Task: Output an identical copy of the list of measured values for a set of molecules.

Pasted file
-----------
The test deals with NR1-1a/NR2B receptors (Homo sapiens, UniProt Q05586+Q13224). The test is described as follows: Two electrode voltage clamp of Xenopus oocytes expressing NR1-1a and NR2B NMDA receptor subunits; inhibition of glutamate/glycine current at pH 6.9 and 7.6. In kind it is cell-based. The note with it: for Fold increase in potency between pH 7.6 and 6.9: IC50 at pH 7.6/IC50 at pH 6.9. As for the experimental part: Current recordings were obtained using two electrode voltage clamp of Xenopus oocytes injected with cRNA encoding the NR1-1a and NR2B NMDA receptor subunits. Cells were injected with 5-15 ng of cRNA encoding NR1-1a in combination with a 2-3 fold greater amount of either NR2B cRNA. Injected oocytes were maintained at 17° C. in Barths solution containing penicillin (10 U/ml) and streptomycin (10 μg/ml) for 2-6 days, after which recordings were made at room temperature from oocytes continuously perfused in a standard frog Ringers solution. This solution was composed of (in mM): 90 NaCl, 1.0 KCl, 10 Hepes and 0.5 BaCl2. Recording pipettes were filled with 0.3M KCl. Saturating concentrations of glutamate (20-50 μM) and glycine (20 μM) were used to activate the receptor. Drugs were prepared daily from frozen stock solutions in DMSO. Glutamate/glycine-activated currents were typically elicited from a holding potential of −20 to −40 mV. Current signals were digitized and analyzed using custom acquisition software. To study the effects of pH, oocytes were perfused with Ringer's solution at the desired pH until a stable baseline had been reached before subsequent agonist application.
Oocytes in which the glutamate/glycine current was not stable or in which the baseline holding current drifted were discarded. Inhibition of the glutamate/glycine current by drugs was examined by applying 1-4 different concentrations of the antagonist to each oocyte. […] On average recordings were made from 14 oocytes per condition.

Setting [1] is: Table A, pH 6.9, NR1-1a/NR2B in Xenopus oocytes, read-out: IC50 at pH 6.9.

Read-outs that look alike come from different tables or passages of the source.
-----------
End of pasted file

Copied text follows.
The test deals with NR1-1a/NR2B receptors (Homo sapiens, UniProt Q05586+Q13224). The test is described as follows: Two electrode voltage clamp of Xenopus oocytes expressing NR1-1a and NR2B NMDA receptor subunits; inhibition of glutamate/glycine current at pH 6.9 and 7.6. In kind it is cell-based. The note with it: for Fold increase in potency between pH 7.6 and 6.9: IC50 at pH 7.6/IC50 at pH 6.9. As for the experimental part: Current recordings were obtained using two electrode voltage clamp of Xenopus oocytes injected with cRNA encoding the NR1-1a and NR2B NMDA receptor subunits. Cells were injected with 5-15 ng of cRNA encoding NR1-1a in combination with a 2-3 fold greater amount of either NR2B cRNA. Injected oocytes were maintained at 17° C. in Barths solution containing penicillin (10 U/ml) and streptomycin (10 μg/ml) for 2-6 days, after which recordings were made at room temperature from oocytes continuously perfused in a standard frog Ringers solution. This solution was composed of (in mM): 90 NaCl, 1.0 KCl, 10 Hepes and 0.5 BaCl2. Recording pipettes were filled with 0.3M KCl. Saturating concentrations of glutamate (20-50 μM) and glycine (20 μM) were used to activate the receptor. Drugs were prepared daily from frozen stock solutions in DMSO. Glutamate/glycine-activated currents were typically elicited from a holding potential of −20 to −40 mV. Current signals were digitized and analyzed using custom acquisition software. To study the effects of pH, oocytes were perfused with Ringer's solution at the desired pH until a stable baseline had been reached before subsequent agonist application.
Oocytes in which the glutamate/glycine current was not stable or in which the baseline holding current drifted were discarded. Inhibition of the glutamate/glycine current by drugs was examined by applying 1-4 different concentrations of the antagonist to each oocyte. […] On average recordings were made from 14 oocytes per condition.

Setting [1] is: Table A, pH 6.9, NR1-1a/NR2B in Xenopus oocytes, read-out: IC50 at pH 6.9.

Read-outs that look alike come from different tables or passages of the source.